Street scene in Dhaka

 Upon arrival at BRAC HQ in Dhaka the 21 interns eagerly collected their intern packs (security passes embellished with INTERN in big and important looking letters, a map of the city, a list of about a thousand emergency contact numbers…) We then learnt that there had been a slight change of plan. Owing to the unprecedented number of candidates that had been accepted onto this cycle, it would not be possible for everyone to tailor their internship to their specific chosen theme. The various interests and priorities of 21 individuals were to be covered by a broader ‘general’ programme whereby everyone, in theory, got to learn a little bit about each department’s work.

However, the “9 to 5” working schedule that we had all been told to expect never materialised and it became clear that BRAC hadn’t organised anywhere near enough to keep 21 motivated, energetic and frequently impressively qualified young people occupied. After sitting through a posterior-numbing week of interminable departmental presentations (whose content we could have probably learnt by reading the Annual Report ourselves) the question of expected outputs from the fieldwork component of the internship arose.

Dhaka cityscape

Myself and most others had expected to be involved in researching and producing serious ‘academic’ reports for presentation to department heads and had travelled to Bangladesh armed with laptops and armfuls of books to help us with our work. I refreshed my memory regarding the relative merits of qualitative and quantitative methodologies in development research, ready to put my postgraduate skills into practical use. Disappointingly, when the question of written reports and data collection arose, the internship co-ordinators seemed uninterested in getting us to do anything more than photograph, film and case-study the life out of anything that moved, all part of the giant refurbishment of the BRAC website. I tried to suppress the feeling that the internship programme represents a remarkably convenient way for the organisation to get unpaid foreigners to take on some of the organisation’s least glamorous tasks, all under the banner of having a ‘unique cultural experience’. After all, which up and coming member of the BRAC communications department wants to spend their evenings in a basic training and resources centre in an unfashionable rural backwater discussing hardcore poor latrines with the poverty-stricken masses when there is a new air-conditioned coffee shop to be discovered in the capital? The interns will do it – they like that sort of thing, it’s cultural.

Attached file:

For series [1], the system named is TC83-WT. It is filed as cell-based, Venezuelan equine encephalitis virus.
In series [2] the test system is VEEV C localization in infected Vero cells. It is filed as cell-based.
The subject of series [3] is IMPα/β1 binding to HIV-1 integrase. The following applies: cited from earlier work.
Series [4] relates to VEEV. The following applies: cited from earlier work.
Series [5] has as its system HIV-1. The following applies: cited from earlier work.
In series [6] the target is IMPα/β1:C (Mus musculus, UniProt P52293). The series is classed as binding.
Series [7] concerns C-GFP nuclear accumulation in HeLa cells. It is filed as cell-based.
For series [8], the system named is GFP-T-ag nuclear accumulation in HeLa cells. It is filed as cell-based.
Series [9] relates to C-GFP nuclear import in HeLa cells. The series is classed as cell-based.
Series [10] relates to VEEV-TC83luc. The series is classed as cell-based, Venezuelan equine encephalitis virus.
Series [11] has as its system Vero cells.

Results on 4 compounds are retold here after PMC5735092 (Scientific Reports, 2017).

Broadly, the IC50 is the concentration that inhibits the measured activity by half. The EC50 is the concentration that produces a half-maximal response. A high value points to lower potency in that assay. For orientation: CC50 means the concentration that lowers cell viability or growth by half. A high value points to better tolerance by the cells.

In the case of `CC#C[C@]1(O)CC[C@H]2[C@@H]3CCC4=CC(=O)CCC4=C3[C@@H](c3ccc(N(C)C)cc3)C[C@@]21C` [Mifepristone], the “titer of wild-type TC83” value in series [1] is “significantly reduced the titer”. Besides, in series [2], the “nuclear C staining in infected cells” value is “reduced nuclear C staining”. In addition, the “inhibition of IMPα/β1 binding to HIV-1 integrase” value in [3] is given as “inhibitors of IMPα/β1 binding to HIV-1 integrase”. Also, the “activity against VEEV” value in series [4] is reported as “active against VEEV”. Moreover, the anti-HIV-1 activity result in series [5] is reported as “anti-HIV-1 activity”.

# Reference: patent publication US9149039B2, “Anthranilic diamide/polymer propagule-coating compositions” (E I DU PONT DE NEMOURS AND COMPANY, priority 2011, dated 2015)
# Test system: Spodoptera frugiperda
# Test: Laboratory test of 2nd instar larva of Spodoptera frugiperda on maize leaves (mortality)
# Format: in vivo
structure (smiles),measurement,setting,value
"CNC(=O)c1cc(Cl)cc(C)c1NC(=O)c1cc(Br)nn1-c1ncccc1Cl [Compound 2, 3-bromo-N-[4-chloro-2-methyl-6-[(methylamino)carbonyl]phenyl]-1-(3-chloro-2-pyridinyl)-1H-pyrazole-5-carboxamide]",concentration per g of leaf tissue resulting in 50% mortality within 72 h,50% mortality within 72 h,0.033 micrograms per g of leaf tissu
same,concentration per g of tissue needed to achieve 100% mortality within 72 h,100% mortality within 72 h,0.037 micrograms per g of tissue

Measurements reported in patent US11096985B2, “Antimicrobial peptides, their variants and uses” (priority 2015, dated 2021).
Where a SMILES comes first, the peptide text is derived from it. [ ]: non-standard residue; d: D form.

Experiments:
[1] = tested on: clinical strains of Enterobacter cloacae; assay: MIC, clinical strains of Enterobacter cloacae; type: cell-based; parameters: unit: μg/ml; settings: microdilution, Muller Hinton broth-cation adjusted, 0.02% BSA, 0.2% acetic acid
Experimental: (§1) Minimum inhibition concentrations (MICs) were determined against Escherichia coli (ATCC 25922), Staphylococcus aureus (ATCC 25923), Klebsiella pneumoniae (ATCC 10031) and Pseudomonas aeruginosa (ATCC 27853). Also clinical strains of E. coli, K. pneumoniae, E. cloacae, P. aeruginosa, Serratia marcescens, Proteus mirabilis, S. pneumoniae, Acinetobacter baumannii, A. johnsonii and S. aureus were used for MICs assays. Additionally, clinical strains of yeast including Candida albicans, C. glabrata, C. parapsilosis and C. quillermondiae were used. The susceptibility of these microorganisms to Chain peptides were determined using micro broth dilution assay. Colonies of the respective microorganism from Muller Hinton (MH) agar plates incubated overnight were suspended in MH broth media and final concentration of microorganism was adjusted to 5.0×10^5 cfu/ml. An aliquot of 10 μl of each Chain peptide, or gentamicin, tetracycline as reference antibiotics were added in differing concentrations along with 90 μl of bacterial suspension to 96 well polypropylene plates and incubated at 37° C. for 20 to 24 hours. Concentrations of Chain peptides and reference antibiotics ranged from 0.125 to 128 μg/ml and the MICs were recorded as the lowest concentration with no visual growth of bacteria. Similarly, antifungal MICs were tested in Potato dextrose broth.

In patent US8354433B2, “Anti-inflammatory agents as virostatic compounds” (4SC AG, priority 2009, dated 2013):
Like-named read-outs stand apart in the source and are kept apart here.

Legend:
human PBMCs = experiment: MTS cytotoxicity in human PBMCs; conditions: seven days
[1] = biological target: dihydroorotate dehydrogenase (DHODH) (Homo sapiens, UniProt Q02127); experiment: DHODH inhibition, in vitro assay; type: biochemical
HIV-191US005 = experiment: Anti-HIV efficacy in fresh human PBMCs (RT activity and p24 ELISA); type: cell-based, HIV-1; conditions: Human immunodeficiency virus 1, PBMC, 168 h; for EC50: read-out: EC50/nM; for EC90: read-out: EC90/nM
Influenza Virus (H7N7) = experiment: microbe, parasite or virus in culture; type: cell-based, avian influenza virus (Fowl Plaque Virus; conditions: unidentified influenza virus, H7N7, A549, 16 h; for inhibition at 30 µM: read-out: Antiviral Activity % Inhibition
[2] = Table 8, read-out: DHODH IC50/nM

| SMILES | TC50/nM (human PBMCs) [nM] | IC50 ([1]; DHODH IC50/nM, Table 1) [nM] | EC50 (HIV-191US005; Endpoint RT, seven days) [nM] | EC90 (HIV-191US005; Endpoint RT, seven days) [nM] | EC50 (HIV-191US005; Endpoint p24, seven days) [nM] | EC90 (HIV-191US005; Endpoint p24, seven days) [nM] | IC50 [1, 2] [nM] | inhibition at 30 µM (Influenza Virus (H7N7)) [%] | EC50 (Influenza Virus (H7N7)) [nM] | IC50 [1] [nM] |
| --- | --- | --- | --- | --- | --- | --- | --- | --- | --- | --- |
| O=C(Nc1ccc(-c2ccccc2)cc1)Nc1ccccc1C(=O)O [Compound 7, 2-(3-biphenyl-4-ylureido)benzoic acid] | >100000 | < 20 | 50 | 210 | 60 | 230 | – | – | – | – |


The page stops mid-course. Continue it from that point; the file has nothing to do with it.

The fieldwork component was similarly disappointing. Although we had been given printouts denoting a packed timetable of activities, we soon realised that there was a lot of ‘padding’ and we were frequently left with hours to kill as the day’s work ended early. When we did undertake visits to rural projects, we usually felt as though we were disrupting daily life as the entire village turned out to stare at us and scheduled meetings ground to a halt. We were certainly taking from them – taking photos left, right and centre – but what were they getting from us? Without projects to work on, we became listless and bored. The option of quitting the internship early to fly home began to be mooted amongst the interns.